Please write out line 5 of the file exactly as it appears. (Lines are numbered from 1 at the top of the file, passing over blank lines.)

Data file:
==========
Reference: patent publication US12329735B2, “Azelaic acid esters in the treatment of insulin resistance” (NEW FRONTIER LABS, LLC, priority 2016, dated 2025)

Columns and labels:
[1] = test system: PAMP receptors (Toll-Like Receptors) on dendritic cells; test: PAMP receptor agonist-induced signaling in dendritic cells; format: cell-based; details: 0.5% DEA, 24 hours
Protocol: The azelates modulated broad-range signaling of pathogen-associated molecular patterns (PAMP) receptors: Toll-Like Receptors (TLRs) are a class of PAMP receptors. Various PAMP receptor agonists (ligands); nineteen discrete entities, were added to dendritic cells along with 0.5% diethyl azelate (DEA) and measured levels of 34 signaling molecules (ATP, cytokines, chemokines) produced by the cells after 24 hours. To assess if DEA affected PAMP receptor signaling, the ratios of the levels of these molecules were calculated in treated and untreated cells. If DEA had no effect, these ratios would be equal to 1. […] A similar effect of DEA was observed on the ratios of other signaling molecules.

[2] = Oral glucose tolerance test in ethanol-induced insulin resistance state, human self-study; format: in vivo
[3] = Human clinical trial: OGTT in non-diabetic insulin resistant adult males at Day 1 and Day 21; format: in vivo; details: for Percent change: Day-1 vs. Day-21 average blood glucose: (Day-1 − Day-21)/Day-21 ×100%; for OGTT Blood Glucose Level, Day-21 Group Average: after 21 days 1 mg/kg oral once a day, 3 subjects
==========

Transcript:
[2] = Oral glucose tolerance test in ethanol-induced insulin resistance state, human self-study; format: in vivo